Economist urges tripartite approach to wage plans

Things can become very messy if the Government does not utilise the tripartite approach to a proposed wage restraint plan for public servants for the negotiation period 2017 to 2020, leading economist Dr Ralph Henry said yesterday.

Henry made the comment in response to questions on the issue after Finance Minister Colm Imbert announced the plan during an International Monetary Fund forum yesterday.

Referring to the consequences of the wage freeze of the late 1980s, when then National Alliance for Reconstruction (NAR) government, in its first budget in 1987, froze public servants’ wages and suspended Cost of Living Allowance (COLA) after a drastic fall in oil prices, Henry said, “Without the tripartite approach, it can become very messy. It’s absolutely important to have that platform.”

Imbert’s proposal is coming at a time when energy sector revenue has dropped from $21 billion to $5 billion for the 2014/2015 period due to low oil prices, forcing Government to cut state expenditure across the board.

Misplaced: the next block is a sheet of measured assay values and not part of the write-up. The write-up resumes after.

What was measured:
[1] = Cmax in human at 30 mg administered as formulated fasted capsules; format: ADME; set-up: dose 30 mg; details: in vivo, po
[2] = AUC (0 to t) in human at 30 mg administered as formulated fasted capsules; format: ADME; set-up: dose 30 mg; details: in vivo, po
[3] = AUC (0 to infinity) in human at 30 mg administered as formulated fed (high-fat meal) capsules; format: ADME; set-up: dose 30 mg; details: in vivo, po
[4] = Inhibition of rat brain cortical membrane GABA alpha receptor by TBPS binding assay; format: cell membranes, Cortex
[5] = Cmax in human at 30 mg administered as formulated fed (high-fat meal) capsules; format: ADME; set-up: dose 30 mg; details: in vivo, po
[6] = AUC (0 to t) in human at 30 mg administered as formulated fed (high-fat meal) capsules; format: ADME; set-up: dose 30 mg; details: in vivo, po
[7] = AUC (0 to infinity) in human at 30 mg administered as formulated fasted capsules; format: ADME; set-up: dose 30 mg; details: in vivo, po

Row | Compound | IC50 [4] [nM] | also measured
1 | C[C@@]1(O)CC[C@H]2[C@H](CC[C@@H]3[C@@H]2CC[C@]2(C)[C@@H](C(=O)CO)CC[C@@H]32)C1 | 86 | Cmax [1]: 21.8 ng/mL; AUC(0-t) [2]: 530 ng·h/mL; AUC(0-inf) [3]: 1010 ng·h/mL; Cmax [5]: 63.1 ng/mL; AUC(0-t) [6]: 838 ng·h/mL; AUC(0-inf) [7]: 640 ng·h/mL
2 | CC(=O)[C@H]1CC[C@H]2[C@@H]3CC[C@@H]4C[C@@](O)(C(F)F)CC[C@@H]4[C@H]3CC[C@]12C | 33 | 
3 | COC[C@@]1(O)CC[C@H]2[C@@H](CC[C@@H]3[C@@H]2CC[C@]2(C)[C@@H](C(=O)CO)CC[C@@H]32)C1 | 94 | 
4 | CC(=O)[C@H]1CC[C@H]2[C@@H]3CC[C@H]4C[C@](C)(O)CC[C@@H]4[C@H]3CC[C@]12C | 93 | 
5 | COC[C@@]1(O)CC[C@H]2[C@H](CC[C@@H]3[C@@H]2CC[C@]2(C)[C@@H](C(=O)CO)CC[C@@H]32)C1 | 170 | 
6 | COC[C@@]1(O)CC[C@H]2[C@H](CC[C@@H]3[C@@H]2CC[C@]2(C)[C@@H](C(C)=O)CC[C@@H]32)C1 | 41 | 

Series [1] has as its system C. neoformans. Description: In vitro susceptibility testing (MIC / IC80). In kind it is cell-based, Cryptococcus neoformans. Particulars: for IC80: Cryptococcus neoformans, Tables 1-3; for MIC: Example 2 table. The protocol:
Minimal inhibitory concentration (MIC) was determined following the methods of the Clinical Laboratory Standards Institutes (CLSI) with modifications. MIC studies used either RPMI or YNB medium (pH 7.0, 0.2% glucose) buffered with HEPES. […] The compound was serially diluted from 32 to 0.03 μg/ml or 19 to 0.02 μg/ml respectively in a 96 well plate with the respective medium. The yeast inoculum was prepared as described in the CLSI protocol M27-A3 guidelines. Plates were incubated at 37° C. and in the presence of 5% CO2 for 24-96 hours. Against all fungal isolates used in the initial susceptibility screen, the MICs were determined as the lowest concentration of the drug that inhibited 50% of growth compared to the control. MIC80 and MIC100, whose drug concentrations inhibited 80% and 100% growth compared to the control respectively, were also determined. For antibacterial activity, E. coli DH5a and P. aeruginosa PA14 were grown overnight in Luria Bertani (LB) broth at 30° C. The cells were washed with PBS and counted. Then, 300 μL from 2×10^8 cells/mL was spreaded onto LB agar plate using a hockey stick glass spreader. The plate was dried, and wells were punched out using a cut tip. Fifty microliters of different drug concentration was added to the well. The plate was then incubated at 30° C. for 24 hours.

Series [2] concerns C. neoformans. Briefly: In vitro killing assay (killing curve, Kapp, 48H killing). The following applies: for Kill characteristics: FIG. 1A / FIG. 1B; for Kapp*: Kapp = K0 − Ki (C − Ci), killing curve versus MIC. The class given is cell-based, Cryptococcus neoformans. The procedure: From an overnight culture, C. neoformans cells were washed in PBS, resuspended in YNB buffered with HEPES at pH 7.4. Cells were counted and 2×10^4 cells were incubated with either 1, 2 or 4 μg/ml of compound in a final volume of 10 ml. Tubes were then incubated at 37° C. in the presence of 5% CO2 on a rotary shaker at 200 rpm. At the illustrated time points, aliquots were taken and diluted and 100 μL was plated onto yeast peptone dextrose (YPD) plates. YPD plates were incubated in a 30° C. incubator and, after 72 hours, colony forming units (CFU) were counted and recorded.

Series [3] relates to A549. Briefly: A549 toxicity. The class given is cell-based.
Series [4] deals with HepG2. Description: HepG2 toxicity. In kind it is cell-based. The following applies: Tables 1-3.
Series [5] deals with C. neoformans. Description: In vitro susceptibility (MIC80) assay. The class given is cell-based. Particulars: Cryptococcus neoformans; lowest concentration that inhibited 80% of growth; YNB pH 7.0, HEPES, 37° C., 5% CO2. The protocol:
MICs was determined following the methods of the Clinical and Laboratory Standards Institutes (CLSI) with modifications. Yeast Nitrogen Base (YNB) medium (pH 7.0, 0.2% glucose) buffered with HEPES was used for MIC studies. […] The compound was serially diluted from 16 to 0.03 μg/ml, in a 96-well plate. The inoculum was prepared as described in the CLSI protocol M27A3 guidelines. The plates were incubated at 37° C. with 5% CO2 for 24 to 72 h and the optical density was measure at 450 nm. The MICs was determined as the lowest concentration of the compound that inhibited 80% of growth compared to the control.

In the 1980s, Henry, a very active member of the Public Services Association, was chief negotiator for six public sector unions.

He was also chairman of the Minimum Wages Board and Industrial Development Board and was a “kind of advisor” to the NAR government, he said. He is now chairman and a founder/shareholder of Kairi Consultants, a group of former University of the West Indies academics who do work in the Caribbean and Southern Africa.

Asked if he felt a wage freeze in the public sector can have consequences like it did in the 1980s, when prolonged protests by public servants over the wage freeze and COLA cut culminated in a bloody attempted overthrow of the NAR government by Jamaat-al-Muslimeen insurrectionists in 1990, Henry said, “I don’t think workers would not react negatively. And that’s not in the best interest of the country.” Read more

Source: Guardian Trinidad and Tobago